Is it Possible to Reform the United Nations?
April 27, 2020
Originally Published in El Pais , 27 April 2020
Originally Published in El Pais , 27 April 2020
A carpet at the entrance to the United Nations headquarters in New York contains some verses from Saadi, the great Persian poet of the 13th Century: “All human beings are part of the same body. When life affects one member, the rest of the body suffers equally. If you are not affected by the pain of others, you do not deserve to be called human.” Solidarity is a distinctive feature of humanity. The spirit of the organization that was born to preserve peace and global collaboration summed up in a few words.
Before COVID-19 broke into our lives, the world was preparing to celebrate the United Nation´s 75th anniversary. Celebrate? Although our memory is fragile and we have had many crises, the multilateral system born after World War II has never been so questioned.
Today the focus is on the World Health Organization, overwhelmed by the magnitude of the pandemic and turned into the symbol of the geopolitical battle between the United States and China. Earlier on, it was the World Trade Organization that was trapped in a dead end, the United States’ abandonment of the Paris Agreement, and the bewilderment of international public opinion due to the inability to stop the bleeding in conflicts like the one in Syria….
It is obvious that the system of global governance born in 1945 is not ready for the global challenges of the 21st century because the nature of these challenges has changed, and because the country that started the system, the United States, has given up on continuing to lead it. The coronavirus, as if it were possible, has further revealed its weaknesses. But there are also many calls to strengthen international cooperation. Voices that warn that in the face of national and nationalistic instincts we can only come out of crises like these together, that while globalization may be in retreat, there are numerous threats that take no notice of international borders.
Among the defenders of multilateralism the debates oscillate among those who believe that we should start over—create a completely new structure—, those who advocate for other types of institutions such as the G20—a questionable proposition, given its actions in this crisis—and the supporters of reforming the current United Nations system—and idea parked in the limbo of the impossible.
A recent exercise aims to reactivate the latter. Global Governance and the Emergence of Global Institutions for the 21st Century is an exhaustive and ambitious work that begins with a deep knowledge of the institutional framework at its different economic, social, environmental and security levels. Its authors, Augusto Lopez-Claros, Arthur L. Dahl and Maja Groff with a solid intellectual and practical career in fields such as economics, ecology and law delve into the history of the system and the criticisms received since its inception (including its original sin, the power of veto in the Security Council) by such important figures as Albert Einstein and Bertrand Russell.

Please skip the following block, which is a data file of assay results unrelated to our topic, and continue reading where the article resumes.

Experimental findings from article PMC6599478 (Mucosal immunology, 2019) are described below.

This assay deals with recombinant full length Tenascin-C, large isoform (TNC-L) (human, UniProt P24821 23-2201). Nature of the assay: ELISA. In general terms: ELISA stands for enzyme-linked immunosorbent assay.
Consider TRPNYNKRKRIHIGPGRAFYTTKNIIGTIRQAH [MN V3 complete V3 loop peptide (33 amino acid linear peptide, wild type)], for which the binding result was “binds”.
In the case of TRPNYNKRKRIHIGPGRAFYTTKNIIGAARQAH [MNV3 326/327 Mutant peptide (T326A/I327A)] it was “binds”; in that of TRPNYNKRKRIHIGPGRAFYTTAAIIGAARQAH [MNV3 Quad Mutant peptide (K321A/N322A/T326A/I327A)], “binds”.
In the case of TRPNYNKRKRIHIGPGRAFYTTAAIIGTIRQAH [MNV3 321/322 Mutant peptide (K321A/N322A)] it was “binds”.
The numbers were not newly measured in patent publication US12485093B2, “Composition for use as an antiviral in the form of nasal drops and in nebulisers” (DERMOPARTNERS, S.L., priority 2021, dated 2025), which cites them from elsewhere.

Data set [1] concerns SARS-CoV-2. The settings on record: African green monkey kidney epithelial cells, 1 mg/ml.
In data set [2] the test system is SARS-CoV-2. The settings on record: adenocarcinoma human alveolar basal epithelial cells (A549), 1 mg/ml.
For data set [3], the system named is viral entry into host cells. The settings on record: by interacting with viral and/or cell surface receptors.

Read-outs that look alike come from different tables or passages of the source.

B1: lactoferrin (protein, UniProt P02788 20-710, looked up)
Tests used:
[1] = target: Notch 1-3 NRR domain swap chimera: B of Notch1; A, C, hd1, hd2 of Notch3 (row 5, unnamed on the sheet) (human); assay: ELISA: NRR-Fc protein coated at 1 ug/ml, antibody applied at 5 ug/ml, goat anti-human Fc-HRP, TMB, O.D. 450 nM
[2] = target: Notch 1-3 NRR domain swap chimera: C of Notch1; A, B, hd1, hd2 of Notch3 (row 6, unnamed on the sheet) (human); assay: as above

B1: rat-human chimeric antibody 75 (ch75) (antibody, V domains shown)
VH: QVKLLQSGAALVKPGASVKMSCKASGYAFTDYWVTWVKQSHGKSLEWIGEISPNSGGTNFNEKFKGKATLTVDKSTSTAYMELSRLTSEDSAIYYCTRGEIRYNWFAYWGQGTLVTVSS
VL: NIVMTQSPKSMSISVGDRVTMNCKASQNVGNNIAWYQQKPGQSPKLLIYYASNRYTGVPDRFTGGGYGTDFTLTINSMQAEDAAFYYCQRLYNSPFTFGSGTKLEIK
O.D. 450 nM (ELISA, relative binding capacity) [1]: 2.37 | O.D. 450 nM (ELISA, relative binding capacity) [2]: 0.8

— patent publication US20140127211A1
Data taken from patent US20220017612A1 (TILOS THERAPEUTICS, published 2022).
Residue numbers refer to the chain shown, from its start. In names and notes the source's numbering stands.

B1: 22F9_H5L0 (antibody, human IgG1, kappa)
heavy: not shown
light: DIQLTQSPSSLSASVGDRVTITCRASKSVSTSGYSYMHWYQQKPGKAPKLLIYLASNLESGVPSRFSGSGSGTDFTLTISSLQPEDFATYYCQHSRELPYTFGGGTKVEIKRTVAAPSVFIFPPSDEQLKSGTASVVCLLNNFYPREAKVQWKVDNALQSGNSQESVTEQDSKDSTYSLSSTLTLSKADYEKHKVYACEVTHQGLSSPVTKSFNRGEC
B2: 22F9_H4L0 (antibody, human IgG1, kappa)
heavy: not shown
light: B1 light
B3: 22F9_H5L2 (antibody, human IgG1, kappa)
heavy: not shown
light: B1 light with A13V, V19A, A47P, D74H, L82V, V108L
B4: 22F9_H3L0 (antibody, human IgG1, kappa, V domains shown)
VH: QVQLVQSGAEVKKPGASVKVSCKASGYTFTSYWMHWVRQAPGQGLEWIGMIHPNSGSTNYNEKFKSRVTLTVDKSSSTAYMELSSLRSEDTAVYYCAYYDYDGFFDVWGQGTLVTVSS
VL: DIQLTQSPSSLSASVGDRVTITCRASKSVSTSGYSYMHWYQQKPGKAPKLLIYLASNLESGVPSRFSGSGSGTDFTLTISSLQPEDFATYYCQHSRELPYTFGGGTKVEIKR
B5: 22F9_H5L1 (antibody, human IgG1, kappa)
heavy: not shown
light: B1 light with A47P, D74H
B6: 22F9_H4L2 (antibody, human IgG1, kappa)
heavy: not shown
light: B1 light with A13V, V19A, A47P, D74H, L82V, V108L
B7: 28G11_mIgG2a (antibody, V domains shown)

From there, it thoroughly reviews the role of its component organizations, agencies and institutions, and puts forth concrete proposals for consultation, reform and improvement, some of which have been rescued from the United Nations’ own initial design. In order to gain democratic legitimacy, for example, they support bringing the organization closer to the citizenry through the establishment of a World Parliamentary Assembly that would function similarly to the European Parliament. They also propose the creation of a consultative chamber of civil society that recognizes the participation of non-governmental actors. The starting point is the NGO Forum prior to the 2000 Millennium Summit and its role in other multilateral advances such as the Paris Agreement, the Treaty on the Prohibition of Nuclear Weapons, or the creation of the International Criminal Court.
Transitioning the Security Council into an Executive Council with managerial responsibilities for the UN system, the creation of an International Peace Force, an International Human Rights Tribunal, an International Anti-Corruption Court, reforms to the global financial architecture, to better fight poverty and inequality, an integrated approach to improving and expanding the capacity for environmental governance … are just a few of the proposals put forward to improve the current system.
The million-dollar question is: How to create the incentives to mobilize such a complex transformation in such a difficult moment? There the authors see certain glimpses of hope. On the one hand, there are already in place a large number of institutions and initiatives committed to promoting a new multilateral framework. The same book is the result of an award given by the Global Challenges Foundation in Sweden after organizing a contest that received thousands of proposals from all over the world. This is compounded by an increasing awareness of global public opinion about common risks; just look at the extent of youth mobilizations for the defense of the planet.
Will it be enough? The breakthrough underscored by the birth of the UN was only possible after the greatest destruction in human history. Could the coronavirus be the greatest disruptor since World War II—the engine to adapt global governance to the needs of the 21st century?